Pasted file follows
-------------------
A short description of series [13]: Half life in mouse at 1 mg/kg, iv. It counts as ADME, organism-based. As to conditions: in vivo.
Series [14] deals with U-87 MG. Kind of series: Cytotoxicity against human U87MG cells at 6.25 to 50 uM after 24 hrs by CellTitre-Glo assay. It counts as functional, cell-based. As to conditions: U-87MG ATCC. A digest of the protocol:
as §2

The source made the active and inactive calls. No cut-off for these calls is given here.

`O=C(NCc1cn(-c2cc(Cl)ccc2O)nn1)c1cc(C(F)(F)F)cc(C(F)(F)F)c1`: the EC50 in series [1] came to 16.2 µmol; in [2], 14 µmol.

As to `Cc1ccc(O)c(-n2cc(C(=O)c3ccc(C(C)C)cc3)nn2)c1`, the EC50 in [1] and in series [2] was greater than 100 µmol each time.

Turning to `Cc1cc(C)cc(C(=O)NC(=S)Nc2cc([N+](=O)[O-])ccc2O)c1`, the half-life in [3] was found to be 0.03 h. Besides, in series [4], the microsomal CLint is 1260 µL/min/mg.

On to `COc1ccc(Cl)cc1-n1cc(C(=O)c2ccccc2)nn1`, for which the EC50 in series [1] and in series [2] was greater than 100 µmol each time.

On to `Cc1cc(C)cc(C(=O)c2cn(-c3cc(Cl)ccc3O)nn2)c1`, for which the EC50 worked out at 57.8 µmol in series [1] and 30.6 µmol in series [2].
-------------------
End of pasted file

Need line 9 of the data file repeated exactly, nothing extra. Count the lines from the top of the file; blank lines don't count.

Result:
On to `Cc1cc(C)cc(C(=O)c2cn(-c3cc(Cl)ccc3O)nn2)c1`, for which the EC50 worked out at 57.8 µmol in series [1] and 30.6 µmol in series [2].